Crown Princess Mary Speaks Women’s Rights with Berlingske

  March 27, 2016 at 8:31 am by

“It is deeply unfair that one’s gender as a woman must mean that you get a worse life than men. Violence against women is today perhaps the greatest crime against human rights…it it happens in all walks of life in all countries.” – Crown Princess Mary

A lengthy interview with Crown Princess Mary of Denmark has been published this weekend in Berlingske on the topic of women’s rights and her association with three organisations on the matter: the United Nations Population Fund, the Danish Refugee Council, and the Maternity Foundation.

We have translated some of the Crown Princess’s answers below. The full interview can be read in Danish here.

On the upcoming Women’s Deliver conference, held this May in Copenhagen: “The conference comes at a very crucial time, as the UN’s new global development goals are now agreed upon. How do we implement the new agenda, how do we create objectives applicate for the girl who was born in the Afar region of Ethiopia? How do we get a UN agreement to mean something for girls and women in many of the countries where they do not have equal opportunities?

A more comprehensive initiative to eradicate female genital mutilation [could come from the conference]. Another goal could also be a stronger effort to eradicate child marriage and forced marriage.”

On female genital mutilation: “First I want to say that circumcision is a harmful practice and I take a strong position against it. But it is so deeply rooted in some cultures, and it is a binding social norm in countries where it is practiced. So although there is legislation in place – and it is in many countries today – the social norms weigh heavier, so that people would rather break the law than go against the social norm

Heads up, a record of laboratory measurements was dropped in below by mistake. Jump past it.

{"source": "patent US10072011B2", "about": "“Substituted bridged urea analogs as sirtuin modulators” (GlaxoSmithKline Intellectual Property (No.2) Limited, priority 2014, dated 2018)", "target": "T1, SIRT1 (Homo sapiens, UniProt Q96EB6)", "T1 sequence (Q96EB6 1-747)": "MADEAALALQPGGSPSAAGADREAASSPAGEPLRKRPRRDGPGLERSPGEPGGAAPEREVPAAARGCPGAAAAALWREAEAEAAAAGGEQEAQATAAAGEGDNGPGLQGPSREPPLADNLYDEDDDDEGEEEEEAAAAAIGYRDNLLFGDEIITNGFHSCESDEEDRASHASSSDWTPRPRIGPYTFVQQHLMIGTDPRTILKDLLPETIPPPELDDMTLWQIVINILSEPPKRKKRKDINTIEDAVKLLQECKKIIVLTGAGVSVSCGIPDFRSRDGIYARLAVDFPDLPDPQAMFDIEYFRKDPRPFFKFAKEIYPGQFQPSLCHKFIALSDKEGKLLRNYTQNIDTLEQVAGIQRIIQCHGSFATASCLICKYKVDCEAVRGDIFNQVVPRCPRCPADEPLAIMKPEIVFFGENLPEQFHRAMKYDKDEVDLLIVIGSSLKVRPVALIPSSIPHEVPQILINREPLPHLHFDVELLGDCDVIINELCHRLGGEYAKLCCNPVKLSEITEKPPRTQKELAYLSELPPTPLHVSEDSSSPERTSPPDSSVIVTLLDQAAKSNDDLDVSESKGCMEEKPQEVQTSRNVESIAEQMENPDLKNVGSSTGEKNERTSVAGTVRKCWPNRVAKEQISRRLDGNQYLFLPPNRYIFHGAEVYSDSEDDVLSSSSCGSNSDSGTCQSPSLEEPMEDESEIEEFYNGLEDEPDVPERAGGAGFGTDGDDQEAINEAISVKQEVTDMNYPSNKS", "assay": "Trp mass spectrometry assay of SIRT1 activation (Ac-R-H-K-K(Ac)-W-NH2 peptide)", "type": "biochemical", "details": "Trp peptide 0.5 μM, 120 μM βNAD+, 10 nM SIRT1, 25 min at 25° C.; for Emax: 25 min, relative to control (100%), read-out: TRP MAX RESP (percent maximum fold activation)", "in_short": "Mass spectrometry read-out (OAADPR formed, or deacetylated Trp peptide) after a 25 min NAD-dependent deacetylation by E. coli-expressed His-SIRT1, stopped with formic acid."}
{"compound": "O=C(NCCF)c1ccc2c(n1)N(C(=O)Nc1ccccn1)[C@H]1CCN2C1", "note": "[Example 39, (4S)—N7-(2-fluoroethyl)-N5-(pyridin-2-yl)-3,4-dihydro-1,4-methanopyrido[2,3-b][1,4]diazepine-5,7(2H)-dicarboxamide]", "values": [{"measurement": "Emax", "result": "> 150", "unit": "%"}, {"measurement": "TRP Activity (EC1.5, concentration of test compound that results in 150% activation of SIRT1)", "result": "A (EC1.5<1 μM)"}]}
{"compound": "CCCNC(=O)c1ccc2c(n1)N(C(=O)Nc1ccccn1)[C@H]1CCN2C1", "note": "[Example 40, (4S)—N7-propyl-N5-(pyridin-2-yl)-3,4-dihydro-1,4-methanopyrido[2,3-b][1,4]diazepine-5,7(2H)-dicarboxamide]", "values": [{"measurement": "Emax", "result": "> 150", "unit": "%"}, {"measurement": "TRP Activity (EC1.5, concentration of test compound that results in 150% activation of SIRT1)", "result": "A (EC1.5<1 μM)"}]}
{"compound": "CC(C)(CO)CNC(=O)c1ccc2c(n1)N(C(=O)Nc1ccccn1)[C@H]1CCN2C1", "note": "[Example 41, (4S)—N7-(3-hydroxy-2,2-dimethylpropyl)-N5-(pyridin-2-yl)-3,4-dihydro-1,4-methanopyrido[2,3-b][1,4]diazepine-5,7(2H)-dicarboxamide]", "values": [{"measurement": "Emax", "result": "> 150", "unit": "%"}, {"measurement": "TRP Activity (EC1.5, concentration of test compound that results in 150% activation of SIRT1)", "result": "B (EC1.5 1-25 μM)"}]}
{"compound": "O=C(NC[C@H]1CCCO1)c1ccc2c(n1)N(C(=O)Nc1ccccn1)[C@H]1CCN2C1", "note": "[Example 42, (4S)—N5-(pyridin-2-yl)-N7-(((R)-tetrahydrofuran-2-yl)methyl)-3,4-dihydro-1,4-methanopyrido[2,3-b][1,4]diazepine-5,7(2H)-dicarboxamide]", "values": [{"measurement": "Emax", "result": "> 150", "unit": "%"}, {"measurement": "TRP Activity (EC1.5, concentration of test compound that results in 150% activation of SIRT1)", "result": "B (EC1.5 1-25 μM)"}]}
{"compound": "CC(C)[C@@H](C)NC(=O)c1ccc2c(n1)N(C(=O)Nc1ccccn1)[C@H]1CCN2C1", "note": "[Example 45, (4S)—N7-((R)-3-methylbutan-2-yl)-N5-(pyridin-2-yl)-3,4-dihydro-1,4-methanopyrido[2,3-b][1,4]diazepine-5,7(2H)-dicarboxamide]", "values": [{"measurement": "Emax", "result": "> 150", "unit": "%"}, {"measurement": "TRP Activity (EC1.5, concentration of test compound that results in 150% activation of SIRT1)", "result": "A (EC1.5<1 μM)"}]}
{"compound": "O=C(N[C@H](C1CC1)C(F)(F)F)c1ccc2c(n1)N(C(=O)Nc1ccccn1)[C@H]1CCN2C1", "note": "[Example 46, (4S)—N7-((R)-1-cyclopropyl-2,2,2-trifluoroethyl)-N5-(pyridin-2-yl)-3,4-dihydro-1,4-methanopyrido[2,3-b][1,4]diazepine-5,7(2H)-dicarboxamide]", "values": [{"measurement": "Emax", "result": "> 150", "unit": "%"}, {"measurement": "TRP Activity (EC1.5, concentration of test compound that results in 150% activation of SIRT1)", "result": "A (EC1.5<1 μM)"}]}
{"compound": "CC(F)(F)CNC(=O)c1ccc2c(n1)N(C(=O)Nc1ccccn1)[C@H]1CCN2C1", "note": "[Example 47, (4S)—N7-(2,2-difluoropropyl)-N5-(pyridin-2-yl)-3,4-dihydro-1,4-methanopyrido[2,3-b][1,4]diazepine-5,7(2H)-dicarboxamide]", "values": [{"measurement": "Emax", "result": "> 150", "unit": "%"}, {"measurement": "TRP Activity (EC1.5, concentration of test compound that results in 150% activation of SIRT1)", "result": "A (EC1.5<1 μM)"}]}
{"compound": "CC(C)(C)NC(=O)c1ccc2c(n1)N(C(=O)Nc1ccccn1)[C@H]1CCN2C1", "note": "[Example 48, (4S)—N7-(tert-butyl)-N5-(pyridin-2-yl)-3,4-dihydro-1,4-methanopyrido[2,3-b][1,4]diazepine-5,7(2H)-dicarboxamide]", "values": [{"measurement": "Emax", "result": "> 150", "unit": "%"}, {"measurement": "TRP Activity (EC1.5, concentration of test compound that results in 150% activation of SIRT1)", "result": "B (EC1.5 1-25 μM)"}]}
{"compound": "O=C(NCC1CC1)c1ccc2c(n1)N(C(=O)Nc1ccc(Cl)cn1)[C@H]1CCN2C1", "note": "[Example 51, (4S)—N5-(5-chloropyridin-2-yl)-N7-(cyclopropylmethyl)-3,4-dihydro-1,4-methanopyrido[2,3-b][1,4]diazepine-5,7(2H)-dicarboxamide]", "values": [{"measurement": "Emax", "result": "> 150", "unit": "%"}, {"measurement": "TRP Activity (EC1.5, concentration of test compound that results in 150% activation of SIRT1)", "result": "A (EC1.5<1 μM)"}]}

We have seen examples where you have gone too fast with legislation, and so circumcision goes ‘underground’. We have just seen in a country where the age of circumcision dropped from 15-16 to 4, because a four-year-old won’t open their mouth and won’t be missed in school. Legislation is important, but legislation alone is not enough. One has to break with the social norms.”

View the full image at Berlingske, taken by Linda Kastrup

View the full image at Berlingske, taken by Linda Kastrup

On the economic importance of providing equal rights to women: “There is ample evidence that if you invest in women and give them equal access to health services, education, business and political representation, then benefits not only their families but also the entire community, and ultimately the entire country…We know that if ten percent more girls go to school, then it will increase the country’s GDP by an average of three percent.”

On the current refugee crisis Europe is facing: “It is immensely sad. The refugees I have spoken to say that their greatest wish is to return home and rebuild their lives and their country….The world must unite and act like a total flock to find a viable solution.”

On the plight of female refugees: “Women and girls on the run are extra vulnerable because they often travel alone. Many may have lose their husbands, others flee along while the man stays behind to fight. The women are all very alone in a culture that demands a woman has a male protector, and therefore they are more vulnerable to abuse and rape. We need to have more focus on their specific needs and how we can protect them.

We can not help but be humbled and impressed by the will and strength of these women, and their innovative thinking in survival for themselves and for their children. The most important thing for these women is how she can provide her children a better life…We must not look at them as weak – they are not. They are exposed, but not weak, and it is striking.”

On how her position as Crown Princess has impacted on her ability to promote women’s rights: “Of course I have opinions and views, and some are stronger than others, but I am very aware of where and how far I can go in expressing them. But it is not always easy, because it is a grey area. I fully understand the limitations, but I choose not to see them as such. Sometimes it can mean that you have to think a little creatively and talk about a topic from a different angle.

It is also an advantage that I must be impartial. I’m a big believer in working together. I might pave the way and give the word to others who can take the more sensitive issues. And actually, I would say that I get special access and special opportunities just because I am impartial…and it gives me more leeway.”

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